The family got a call from a woman who promised the family $40,000 in exchange for signing over the house through a quit claim deed, he said. The house needed a ton of work, Johnson told the family, according to investigators. Their deceased relative was living in “squalor” and the fines were continuing to mount, they were told.
But investigators say Johnson started to walk away from her end of the deal: She told Shaffer there was no money left after she transferred the house to another investor, according to the arrest report. Among her expenses: $25,000 for a new roof, which never happened, according to the arrest report.
“This is just not a project I can handle right now,” she texted him, according to the report.
In March, Johnson called Shaffer, telling him, “I had to cut my losses, sorry take care,” the report said.
He wasn’t told the house had been sold. Property records show the home on Southwest 93rd Avenue sold for $210,000. Fisten said the $99,000 lien was picked up by the person who bought the home from Johnson — even though Johnson told Shaffer she couldn’t get the city to drop the fines.
Shaffer never got the $40,000, he said. “I feel betrayed,” Shaffer, 86, told the South Florida Sun Sentinel. “I feel foolish, I feel scammed.”
There are eight fraud investigators working in the property appraiser’s office on homestead and deed, but it’s not nearly enough, officials say. So Broward’s Property Appraiser Marty Kiar said he’ll ask the state Department of Revenue to approve the funding for two new fraud investigators dedicated solely to working with prosecutors “in building criminal cases against people doing this.”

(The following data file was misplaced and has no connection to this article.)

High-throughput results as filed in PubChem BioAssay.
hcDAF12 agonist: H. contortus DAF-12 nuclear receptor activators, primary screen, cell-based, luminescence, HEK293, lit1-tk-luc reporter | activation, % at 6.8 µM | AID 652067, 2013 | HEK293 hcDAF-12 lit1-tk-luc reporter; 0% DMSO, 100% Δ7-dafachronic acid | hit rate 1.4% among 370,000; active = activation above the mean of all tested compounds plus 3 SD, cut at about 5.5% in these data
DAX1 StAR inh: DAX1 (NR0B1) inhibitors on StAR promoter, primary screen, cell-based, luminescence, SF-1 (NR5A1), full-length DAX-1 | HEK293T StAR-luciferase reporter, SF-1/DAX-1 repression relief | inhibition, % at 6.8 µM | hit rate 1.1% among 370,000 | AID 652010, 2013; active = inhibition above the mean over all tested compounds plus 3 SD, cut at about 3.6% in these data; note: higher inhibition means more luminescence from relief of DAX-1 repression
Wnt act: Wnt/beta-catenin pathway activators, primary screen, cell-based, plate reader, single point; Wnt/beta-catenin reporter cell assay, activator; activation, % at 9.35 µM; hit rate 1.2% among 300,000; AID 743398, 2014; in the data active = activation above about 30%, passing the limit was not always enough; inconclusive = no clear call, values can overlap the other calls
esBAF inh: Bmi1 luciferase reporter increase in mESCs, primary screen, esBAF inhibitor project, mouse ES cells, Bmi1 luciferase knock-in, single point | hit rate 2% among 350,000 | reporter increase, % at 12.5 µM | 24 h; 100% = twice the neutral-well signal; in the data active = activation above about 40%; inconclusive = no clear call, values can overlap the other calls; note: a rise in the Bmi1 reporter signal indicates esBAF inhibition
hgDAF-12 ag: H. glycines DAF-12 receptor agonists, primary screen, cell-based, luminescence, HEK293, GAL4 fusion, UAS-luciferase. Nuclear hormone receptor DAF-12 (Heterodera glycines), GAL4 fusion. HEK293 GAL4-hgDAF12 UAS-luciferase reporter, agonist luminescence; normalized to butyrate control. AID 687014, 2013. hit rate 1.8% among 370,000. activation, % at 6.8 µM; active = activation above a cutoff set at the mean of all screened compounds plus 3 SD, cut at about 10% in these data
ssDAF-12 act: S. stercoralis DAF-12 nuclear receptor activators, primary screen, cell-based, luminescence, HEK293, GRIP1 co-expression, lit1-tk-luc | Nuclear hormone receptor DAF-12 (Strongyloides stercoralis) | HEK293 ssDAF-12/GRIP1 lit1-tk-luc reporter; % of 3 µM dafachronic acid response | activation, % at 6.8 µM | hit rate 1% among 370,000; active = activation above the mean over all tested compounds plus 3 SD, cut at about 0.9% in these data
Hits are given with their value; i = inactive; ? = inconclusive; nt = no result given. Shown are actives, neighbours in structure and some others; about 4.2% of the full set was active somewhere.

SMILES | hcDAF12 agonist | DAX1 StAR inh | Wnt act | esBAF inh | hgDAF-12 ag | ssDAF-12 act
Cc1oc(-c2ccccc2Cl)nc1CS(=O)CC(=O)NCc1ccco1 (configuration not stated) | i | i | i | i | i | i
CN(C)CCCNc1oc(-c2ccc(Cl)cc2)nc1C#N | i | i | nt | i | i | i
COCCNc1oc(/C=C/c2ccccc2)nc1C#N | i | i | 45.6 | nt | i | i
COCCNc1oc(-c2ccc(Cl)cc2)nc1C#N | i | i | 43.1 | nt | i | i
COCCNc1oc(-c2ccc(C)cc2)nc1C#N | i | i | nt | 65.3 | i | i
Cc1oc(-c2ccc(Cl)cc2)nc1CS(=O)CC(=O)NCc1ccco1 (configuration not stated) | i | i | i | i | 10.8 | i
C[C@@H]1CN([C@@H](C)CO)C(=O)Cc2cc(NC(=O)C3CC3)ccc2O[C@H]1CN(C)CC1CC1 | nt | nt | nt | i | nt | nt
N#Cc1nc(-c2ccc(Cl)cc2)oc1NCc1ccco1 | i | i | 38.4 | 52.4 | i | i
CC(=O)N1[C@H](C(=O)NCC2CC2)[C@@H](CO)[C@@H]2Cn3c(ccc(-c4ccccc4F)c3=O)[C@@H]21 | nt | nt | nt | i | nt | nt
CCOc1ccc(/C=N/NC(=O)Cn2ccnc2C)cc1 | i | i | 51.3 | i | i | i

Then, as part of the funding process, he’ll appear before the County Commission on June 7 for the new positions concentrated on deed fraud.
“This is not welcome here in Broward County,” Kiar said of the focus on property crime. “Cracking down on title fraud has been a big priority of mine.”
Last year, he launched “Owner Alert” to notify residents if the county office gets paperwork changing property ownership. It doesn’t prevent the fraud from happening, but alerts rightful owners within 24 hours by email if there’s a mess that needs to be cleaned up before it’s too late.
Kiar said he began pursuing the idea after a Hollywood couple forged documents to claim ownership of $17 million worth of real estate in New York and Florida.
Using a fraudulent deed indicating that the property belonged to New York Mortgage Corp., the couple evicted a resident from their home in Hollywood with help from police in 2015, federal officials said. They also changed the locks on the property.
In this latest unrelated case, Johnson and Shea have had run-ins with the legal system in the past. They were indicted in federal court last year on charges of violating the federal law restricting release of medical information.
Prosecutors allege in court files that Shea was working at Memorial Healthcare System in Hollywood as a secretary from 2012 through 2016, where she had access to patients’ personal information including Social Security numbers and dates of death.
The indictment alleges they used the information “to obtain leads and contact information” in 22 instances to get title for their companies.
The women pleaded guilty. And in March, Johnson was sentenced to 30 months in prison, and Shea received two years, and a $10,000 fine. They were scheduled to turn themselves in to start their federal prison sentence next week.
Monday’s new criminal charges are in state court, which is a different jurisdiction.
Fisten said the two Cooper City homes — the properties that are the subject of the new criminal charges — are separate addresses from the federal charges. One of the new cases came in February, just a month before their sentencing.
Lisa J. Huriash can be reached at [email protected] or 954-572-2008 or Twitter @LisaHuriash